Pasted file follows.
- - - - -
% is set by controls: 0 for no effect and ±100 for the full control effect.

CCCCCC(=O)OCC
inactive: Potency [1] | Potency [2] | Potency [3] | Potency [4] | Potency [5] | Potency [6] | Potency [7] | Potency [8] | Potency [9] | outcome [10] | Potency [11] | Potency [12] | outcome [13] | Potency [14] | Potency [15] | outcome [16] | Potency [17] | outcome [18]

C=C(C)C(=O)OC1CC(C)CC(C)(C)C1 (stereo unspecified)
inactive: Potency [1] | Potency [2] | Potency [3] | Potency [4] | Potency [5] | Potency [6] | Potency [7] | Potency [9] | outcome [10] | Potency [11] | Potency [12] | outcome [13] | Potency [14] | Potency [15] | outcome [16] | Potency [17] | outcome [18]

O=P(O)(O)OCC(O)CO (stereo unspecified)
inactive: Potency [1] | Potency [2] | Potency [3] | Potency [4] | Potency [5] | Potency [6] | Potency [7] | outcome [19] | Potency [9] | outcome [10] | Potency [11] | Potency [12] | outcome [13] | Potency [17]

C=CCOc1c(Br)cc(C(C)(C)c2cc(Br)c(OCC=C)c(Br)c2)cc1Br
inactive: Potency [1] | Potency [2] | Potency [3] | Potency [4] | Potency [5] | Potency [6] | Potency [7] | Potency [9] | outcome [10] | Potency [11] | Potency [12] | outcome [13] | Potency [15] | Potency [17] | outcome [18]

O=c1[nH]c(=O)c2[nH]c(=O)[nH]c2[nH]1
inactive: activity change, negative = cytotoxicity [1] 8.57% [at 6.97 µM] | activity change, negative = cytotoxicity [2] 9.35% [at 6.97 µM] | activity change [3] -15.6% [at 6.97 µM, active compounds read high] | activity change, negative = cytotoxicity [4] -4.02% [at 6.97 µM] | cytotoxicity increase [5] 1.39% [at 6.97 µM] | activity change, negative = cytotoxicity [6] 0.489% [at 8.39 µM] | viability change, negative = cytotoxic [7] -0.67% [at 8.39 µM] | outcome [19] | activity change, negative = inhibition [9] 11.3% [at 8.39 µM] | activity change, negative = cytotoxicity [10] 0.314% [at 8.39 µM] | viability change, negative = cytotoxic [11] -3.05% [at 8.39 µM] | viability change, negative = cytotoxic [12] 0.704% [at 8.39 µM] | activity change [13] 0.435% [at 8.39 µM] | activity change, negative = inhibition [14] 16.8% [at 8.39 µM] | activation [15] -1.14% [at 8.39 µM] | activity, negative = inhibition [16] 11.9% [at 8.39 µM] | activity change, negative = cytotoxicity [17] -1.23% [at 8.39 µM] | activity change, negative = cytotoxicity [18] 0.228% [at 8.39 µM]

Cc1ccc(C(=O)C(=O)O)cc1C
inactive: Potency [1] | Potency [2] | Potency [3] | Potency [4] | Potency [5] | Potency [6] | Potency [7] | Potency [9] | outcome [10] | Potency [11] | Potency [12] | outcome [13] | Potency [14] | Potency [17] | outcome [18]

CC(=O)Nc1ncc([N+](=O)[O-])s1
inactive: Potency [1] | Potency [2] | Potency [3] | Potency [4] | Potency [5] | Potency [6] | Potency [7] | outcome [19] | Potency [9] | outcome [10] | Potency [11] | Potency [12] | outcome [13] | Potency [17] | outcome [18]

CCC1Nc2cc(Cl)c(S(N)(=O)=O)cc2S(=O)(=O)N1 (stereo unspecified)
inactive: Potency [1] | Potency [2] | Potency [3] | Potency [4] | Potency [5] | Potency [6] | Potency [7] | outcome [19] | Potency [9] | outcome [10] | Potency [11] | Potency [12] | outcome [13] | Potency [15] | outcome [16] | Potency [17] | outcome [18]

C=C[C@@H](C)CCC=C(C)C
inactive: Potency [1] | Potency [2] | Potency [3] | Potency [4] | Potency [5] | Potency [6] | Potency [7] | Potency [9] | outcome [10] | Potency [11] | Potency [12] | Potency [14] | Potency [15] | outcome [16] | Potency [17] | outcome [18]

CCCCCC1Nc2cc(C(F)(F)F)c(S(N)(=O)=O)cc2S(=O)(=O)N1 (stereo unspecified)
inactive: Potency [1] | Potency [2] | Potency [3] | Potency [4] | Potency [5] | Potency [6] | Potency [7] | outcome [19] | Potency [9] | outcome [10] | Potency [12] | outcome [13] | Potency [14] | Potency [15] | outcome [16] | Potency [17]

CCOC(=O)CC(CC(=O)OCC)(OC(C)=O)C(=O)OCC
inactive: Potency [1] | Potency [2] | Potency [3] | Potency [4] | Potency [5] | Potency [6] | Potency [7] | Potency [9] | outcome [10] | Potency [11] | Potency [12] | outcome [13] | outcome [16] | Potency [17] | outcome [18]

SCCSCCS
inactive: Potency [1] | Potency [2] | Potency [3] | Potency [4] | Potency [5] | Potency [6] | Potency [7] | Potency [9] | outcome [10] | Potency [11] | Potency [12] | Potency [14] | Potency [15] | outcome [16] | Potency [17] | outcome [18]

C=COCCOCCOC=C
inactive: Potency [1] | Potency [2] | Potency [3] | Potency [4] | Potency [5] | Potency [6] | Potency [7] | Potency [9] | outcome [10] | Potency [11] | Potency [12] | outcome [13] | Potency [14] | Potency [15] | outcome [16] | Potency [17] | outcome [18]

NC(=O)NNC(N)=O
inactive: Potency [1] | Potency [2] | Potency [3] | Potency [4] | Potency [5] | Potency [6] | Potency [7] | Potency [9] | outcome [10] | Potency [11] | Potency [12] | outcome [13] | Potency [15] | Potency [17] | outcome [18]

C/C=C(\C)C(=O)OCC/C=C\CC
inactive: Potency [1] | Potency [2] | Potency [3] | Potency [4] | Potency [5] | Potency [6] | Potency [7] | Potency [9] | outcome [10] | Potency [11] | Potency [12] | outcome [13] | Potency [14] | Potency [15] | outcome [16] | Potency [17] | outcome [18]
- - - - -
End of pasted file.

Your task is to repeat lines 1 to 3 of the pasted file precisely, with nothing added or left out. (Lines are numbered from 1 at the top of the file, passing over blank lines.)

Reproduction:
% is set by controls: 0 for no effect and ±100 for the full control effect.

CCCCCC(=O)OCC
inactive: Potency [1] | Potency [2] | Potency [3] | Potency [4] | Potency [5] | Potency [6] | Potency [7] | Potency [8] | Potency [9] | outcome [10] | Potency [11] | Potency [12] | outcome [13] | Potency [14] | Potency [15] | outcome [16] | Potency [17] | outcome [18]